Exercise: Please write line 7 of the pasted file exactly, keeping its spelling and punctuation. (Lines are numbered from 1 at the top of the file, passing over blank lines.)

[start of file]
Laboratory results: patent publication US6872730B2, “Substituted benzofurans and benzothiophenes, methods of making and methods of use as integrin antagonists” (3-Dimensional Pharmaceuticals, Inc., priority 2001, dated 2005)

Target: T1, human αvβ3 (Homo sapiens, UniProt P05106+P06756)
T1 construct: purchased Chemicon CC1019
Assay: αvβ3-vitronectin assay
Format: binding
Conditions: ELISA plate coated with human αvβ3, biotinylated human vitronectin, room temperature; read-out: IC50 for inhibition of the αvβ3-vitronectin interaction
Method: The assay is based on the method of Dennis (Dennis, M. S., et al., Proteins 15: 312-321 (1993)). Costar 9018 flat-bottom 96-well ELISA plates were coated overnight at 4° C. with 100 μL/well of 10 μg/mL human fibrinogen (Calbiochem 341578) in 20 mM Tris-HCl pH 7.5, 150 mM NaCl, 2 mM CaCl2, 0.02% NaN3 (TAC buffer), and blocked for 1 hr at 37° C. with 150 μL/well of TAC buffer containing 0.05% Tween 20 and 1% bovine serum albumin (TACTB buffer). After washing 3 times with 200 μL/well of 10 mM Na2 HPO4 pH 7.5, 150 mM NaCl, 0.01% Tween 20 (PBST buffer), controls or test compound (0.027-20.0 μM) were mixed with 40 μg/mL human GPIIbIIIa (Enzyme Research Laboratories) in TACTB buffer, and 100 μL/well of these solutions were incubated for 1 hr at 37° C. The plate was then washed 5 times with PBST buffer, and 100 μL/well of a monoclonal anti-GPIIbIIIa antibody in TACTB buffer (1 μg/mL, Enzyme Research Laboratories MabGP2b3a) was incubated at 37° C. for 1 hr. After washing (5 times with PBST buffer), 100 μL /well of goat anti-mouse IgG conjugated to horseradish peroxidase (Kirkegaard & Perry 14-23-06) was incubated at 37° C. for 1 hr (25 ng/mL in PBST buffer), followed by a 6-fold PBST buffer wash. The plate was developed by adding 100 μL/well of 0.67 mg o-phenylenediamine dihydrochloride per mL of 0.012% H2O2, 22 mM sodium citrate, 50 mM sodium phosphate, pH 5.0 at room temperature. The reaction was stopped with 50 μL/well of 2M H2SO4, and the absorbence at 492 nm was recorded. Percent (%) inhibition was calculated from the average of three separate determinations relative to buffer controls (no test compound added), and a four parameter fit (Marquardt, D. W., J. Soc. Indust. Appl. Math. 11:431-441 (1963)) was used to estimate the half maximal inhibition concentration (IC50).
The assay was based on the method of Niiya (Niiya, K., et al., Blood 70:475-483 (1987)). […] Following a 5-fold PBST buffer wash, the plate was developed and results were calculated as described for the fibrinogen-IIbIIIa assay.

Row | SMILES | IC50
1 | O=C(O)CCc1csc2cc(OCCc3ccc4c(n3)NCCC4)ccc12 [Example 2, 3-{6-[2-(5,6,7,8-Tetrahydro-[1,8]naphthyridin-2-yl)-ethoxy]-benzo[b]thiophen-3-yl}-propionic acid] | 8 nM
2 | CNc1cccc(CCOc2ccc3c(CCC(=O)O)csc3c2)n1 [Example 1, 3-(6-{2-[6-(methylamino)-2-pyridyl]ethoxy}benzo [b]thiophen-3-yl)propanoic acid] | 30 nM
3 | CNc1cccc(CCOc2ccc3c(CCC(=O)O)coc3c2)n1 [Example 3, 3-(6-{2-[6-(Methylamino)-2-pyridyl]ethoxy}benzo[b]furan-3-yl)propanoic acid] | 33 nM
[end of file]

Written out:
Method: The assay is based on the method of Dennis (Dennis, M. S., et al., Proteins 15: 312-321 (1993)). Costar 9018 flat-bottom 96-well ELISA plates were coated overnight at 4° C. with 100 μL/well of 10 μg/mL human fibrinogen (Calbiochem 341578) in 20 mM Tris-HCl pH 7.5, 150 mM NaCl, 2 mM CaCl2, 0.02% NaN3 (TAC buffer), and blocked for 1 hr at 37° C. with 150 μL/well of TAC buffer containing 0.05% Tween 20 and 1% bovine serum albumin (TACTB buffer). After washing 3 times with 200 μL/well of 10 mM Na2 HPO4 pH 7.5, 150 mM NaCl, 0.01% Tween 20 (PBST buffer), controls or test compound (0.027-20.0 μM) were mixed with 40 μg/mL human GPIIbIIIa (Enzyme Research Laboratories) in TACTB buffer, and 100 μL/well of these solutions were incubated for 1 hr at 37° C. The plate was then washed 5 times with PBST buffer, and 100 μL/well of a monoclonal anti-GPIIbIIIa antibody in TACTB buffer (1 μg/mL, Enzyme Research Laboratories MabGP2b3a) was incubated at 37° C. for 1 hr. After washing (5 times with PBST buffer), 100 μL /well of goat anti-mouse IgG conjugated to horseradish peroxidase (Kirkegaard & Perry 14-23-06) was incubated at 37° C. for 1 hr (25 ng/mL in PBST buffer), followed by a 6-fold PBST buffer wash. The plate was developed by adding 100 μL/well of 0.67 mg o-phenylenediamine dihydrochloride per mL of 0.012% H2O2, 22 mM sodium citrate, 50 mM sodium phosphate, pH 5.0 at room temperature. The reaction was stopped with 50 μL/well of 2M H2SO4, and the absorbence at 492 nm was recorded. Percent (%) inhibition was calculated from the average of three separate determinations relative to buffer controls (no test compound added), and a four parameter fit (Marquardt, D. W., J. Soc. Indust. Appl. Math. 11:431-441 (1963)) was used to estimate the half maximal inhibition concentration (IC50).